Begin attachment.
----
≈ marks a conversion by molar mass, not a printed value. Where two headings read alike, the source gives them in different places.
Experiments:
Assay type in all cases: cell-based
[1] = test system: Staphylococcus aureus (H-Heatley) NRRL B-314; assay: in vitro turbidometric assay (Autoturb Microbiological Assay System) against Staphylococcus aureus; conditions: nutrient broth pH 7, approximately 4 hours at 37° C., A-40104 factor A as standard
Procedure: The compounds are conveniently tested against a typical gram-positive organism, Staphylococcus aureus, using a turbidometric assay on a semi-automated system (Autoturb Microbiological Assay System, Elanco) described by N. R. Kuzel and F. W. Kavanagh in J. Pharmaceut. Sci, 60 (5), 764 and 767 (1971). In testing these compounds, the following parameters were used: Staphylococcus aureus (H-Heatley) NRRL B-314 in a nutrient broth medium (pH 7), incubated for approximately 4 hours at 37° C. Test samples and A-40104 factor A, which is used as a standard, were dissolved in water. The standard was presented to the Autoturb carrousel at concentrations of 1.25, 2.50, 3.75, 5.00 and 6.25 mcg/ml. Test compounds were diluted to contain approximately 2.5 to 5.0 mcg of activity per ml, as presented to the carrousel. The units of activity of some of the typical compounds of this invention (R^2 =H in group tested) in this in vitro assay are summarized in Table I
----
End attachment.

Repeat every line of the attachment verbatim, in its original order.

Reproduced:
≈ marks a conversion by molar mass, not a printed value. Where two headings read alike, the source gives them in different places.
Experiments:
Assay type in all cases: cell-based
[1] = test system: Staphylococcus aureus (H-Heatley) NRRL B-314; assay: in vitro turbidometric assay (Autoturb Microbiological Assay System) against Staphylococcus aureus; conditions: nutrient broth pH 7, approximately 4 hours at 37° C., A-40104 factor A as standard
Procedure: The compounds are conveniently tested against a typical gram-positive organism, Staphylococcus aureus, using a turbidometric assay on a semi-automated system (Autoturb Microbiological Assay System, Elanco) described by N. R. Kuzel and F. W. Kavanagh in J. Pharmaceut. Sci, 60 (5), 764 and 767 (1971). In testing these compounds, the following parameters were used: Staphylococcus aureus (H-Heatley) NRRL B-314 in a nutrient broth medium (pH 7), incubated for approximately 4 hours at 37° C. Test samples and A-40104 factor A, which is used as a standard, were dissolved in water. The standard was presented to the Autoturb carrousel at concentrations of 1.25, 2.50, 3.75, 5.00 and 6.25 mcg/ml. Test compounds were diluted to contain approximately 2.5 to 5.0 mcg of activity per ml, as presented to the carrousel. The units of activity of some of the typical compounds of this invention (R^2 =H in group tested) in this in vitro assay are summarized in Table I